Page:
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Tourists Fly to N. Korean Capital

The commercial trip from Seoul is the first of its kind in more than half a century. Most of those visiting had fled south during the war.

September 16, 2003|Barbara Demick | Times Staff Writer

SEOUL — As one of South Korea's most celebrated mountain climbers, Huh Young Hee has ventured where few others dare to tread. He has scaled peaks on five continents and twice reached the summit of Mt. Everest.

It was with the same sense of accomplishment that Huh boarded Air Koryo Flight 916, the first commercial flight in more than half a century from South Korea to Pyongyang, the capital of North Korea.

"I can go to the North Pole or the South Pole whenever I want. That is easy compared to getting to North Korea," Huh quipped as he walked through the security gate at Seoul's Inchon International Airport.

The historic flight left at 10:30 a.m. Monday carrying 114 South Korean tourists for a five-day journey through North Korea. For all practical purposes, the trip to Pyongyang was a short commuter hop -- a little over an hour -- but in the larger scheme of inter-Korean relations it was a giant leap forward.

Even with the Koreas' rapprochement of recent years, the North has rarely admitted South Korean tourists into its capital, and then only by circuitous routes through China. Direct flights have taken place rarely and only for official delegations.

The charter flight that left Monday was run by Pyonghwa Travel Agency, which is largely owned by members of the Rev. Sun Myung Moon's Unification Church. The agency intends to take about 2,000 South Korean tourists to Pyongyang on another 19 flights by the end of the year, when the current program ends. Air Koryo is the North Korean state airline.

The first group of tourists, who waited months for the flight to be approved, consisted mostly of older people who were born in North Korea and fled south during the 1950-53 Korean War.

As the gate information for Flight 916 flashed on the departure board at the airport, a ripple of excitement passed through the crowd as travelers rushing to their gates for other flights looked up to see Pyongyang listed among the customary destinations.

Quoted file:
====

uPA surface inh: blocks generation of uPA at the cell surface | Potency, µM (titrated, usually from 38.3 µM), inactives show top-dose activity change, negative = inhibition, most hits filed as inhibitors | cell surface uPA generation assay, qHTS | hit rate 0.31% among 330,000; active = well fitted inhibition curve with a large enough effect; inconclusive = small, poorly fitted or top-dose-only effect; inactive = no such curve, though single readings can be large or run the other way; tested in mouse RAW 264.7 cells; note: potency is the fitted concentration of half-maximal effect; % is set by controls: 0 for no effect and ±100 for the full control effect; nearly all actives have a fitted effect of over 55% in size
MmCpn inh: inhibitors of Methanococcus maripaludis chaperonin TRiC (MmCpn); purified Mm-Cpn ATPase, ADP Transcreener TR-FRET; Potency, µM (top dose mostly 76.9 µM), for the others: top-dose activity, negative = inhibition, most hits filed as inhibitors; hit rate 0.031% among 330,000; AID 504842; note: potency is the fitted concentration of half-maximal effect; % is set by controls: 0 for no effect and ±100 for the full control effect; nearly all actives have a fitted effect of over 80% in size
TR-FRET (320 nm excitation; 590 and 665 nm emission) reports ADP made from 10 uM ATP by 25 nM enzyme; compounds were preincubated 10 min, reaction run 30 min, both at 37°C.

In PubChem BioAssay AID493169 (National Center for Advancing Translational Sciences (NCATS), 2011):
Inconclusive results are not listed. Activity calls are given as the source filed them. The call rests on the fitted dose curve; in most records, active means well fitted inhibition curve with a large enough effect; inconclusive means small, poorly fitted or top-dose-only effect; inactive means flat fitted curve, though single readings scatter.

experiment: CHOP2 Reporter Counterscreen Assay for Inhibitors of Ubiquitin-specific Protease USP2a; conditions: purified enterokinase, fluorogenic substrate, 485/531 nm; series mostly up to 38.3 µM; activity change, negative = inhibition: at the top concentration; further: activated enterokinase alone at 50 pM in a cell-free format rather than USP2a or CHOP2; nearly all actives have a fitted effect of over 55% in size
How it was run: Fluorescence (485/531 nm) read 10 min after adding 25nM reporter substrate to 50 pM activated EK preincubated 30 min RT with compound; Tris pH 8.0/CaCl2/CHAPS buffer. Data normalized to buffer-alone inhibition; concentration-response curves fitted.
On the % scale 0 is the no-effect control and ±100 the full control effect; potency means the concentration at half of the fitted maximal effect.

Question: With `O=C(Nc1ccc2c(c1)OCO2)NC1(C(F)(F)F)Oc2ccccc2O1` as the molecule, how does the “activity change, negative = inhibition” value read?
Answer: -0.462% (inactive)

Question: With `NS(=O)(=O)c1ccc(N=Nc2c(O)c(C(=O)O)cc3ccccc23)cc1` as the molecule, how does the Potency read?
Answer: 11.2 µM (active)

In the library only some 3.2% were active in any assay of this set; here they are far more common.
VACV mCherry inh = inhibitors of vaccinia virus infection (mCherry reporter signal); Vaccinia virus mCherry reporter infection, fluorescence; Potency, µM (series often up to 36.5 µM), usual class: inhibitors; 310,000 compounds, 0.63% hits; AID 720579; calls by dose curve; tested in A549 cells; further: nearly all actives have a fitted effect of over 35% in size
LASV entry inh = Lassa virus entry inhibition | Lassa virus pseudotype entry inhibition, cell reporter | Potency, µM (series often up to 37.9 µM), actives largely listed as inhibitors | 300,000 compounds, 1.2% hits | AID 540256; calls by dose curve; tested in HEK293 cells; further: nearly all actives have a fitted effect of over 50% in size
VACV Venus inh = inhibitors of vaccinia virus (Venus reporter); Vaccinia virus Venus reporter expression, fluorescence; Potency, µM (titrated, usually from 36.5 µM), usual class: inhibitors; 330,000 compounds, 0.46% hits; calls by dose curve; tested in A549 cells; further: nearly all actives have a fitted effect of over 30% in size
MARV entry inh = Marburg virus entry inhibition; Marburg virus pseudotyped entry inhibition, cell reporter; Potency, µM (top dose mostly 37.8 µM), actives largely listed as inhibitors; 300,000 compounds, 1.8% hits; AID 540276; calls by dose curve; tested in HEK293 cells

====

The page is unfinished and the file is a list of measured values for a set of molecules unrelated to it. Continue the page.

But some grumbled that the flight itself was less surprising than the fact that it had taken so long.

"This is nonsense. It is too late," said Kim Sin U, a 64-year-old doctor, who fled the North as a child and has been trying ever since to get back to see his younger brothers. He has applied repeatedly for a government-sponsored reunion, without success.

"I've been everywhere else in the world -- the U.S., Europe, South America, but not North Korea," he complained.

Until now, the only part of the North that has been accessible to Southern tourists is an isolated enclave around Mt. Kumgang on the southeastern coast, where an affiliate of the giant Hyundai corporation has run guided tours by boat for five years.

The Pyonghwa group has rapidly been making inroads into North Korea, taking over some of the leadership role from Hyundai, whose chairman committed suicide last month amid a political bribery scandal. Pyonghwa has two hotels and an auto assembly plant in North Korea. This year it became the first foreign company permitted to advertise on North Korean TV, with a seven-minute infomercial about its car production.

"This is not about politics. This is business," said Kim Byung Kyu, a Pyonghwa director, explaining the company's dealings with the North. "The North Koreans want to make some money. Of course, they want to show off a positive image of their country to South Koreans, but that is not the main purpose."

The tours for now are open only to South Koreans. Pyong- hwa officials said the North would eventually permit some foreigners -- including U.S. citizens, if they are of Korean origin -- to take the flights. But many other restrictions apply.

In advance of Monday's flight, travelers were carefully briefed on a strict code of conduct to follow in North Korea. They were told not to bring newspapers, not to talk about politics, not to attempt to contact any family members or talk to North Koreans about missing family members, not to give money or gifts, and not to say anything that could be construed as rude.

"Even if the food is bad, we have to say it is delicious," said Lee Bok Ku, 67, whose husband was born in North Korea, as she waited to board the flight.

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